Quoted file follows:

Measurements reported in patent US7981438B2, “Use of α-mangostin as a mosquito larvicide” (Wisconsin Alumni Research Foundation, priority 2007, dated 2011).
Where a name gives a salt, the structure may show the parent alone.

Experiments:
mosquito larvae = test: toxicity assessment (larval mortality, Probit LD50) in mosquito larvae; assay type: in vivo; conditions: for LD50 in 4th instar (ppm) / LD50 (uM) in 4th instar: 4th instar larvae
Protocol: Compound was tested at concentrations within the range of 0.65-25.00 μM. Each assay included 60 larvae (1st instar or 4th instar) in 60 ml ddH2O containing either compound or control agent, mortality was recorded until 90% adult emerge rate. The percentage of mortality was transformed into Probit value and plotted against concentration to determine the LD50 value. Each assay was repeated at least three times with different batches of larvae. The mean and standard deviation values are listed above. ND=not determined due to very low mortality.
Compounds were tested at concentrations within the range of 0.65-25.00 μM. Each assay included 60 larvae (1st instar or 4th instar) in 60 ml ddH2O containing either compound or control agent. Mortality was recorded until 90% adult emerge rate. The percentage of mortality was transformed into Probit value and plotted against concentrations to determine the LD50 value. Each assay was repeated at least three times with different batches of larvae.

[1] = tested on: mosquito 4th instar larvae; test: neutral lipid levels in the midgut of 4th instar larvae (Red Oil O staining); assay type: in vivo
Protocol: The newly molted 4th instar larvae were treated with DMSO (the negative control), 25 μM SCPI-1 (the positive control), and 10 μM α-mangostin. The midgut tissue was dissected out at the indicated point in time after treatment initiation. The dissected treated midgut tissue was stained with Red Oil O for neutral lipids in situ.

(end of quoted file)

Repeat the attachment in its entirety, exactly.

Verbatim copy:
Measurements reported in patent US7981438B2, “Use of α-mangostin as a mosquito larvicide” (Wisconsin Alumni Research Foundation, priority 2007, dated 2011).
Where a name gives a salt, the structure may show the parent alone.

Experiments:
mosquito larvae = test: toxicity assessment (larval mortality, Probit LD50) in mosquito larvae; assay type: in vivo; conditions: for LD50 in 4th instar (ppm) / LD50 (uM) in 4th instar: 4th instar larvae
Protocol: Compound was tested at concentrations within the range of 0.65-25.00 μM. Each assay included 60 larvae (1st instar or 4th instar) in 60 ml ddH2O containing either compound or control agent, mortality was recorded until 90% adult emerge rate. The percentage of mortality was transformed into Probit value and plotted against concentration to determine the LD50 value. Each assay was repeated at least three times with different batches of larvae. The mean and standard deviation values are listed above. ND=not determined due to very low mortality.
Compounds were tested at concentrations within the range of 0.65-25.00 μM. Each assay included 60 larvae (1st instar or 4th instar) in 60 ml ddH2O containing either compound or control agent. Mortality was recorded until 90% adult emerge rate. The percentage of mortality was transformed into Probit value and plotted against concentrations to determine the LD50 value. Each assay was repeated at least three times with different batches of larvae.

[1] = tested on: mosquito 4th instar larvae; test: neutral lipid levels in the midgut of 4th instar larvae (Red Oil O staining); assay type: in vivo
Protocol: The newly molted 4th instar larvae were treated with DMSO (the negative control), 25 μM SCPI-1 (the positive control), and 10 μM α-mangostin. The midgut tissue was dissected out at the indicated point in time after treatment initiation. The dissected treated midgut tissue was stained with Red Oil O for neutral lipids in situ.